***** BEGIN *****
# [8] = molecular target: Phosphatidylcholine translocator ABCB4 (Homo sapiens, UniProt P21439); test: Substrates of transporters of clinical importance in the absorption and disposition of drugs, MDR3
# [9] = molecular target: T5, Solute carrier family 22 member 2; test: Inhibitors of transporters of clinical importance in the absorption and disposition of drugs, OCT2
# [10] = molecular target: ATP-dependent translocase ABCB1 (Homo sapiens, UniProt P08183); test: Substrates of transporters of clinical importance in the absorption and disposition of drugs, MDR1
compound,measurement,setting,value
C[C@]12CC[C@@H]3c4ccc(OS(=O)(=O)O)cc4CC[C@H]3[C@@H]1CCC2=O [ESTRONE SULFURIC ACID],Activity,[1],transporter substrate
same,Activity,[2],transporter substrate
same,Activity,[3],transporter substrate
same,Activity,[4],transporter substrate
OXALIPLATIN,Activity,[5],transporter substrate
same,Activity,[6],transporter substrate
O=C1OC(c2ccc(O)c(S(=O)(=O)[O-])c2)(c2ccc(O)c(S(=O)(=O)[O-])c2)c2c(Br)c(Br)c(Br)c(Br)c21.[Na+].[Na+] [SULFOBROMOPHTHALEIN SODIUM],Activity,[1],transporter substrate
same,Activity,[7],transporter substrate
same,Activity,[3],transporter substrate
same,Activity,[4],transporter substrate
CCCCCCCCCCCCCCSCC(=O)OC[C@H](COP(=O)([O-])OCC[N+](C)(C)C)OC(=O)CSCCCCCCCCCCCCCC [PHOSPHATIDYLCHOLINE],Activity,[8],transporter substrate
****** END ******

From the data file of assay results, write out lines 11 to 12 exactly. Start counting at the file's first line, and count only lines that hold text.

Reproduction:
O=C1OC(c2ccc(O)c(S(=O)(=O)[O-])c2)(c2ccc(O)c(S(=O)(=O)[O-])c2)c2c(Br)c(Br)c(Br)c(Br)c21.[Na+].[Na+] [SULFOBROMOPHTHALEIN SODIUM],Activity,[1],transporter substrate
same,Activity,[7],transporter substrate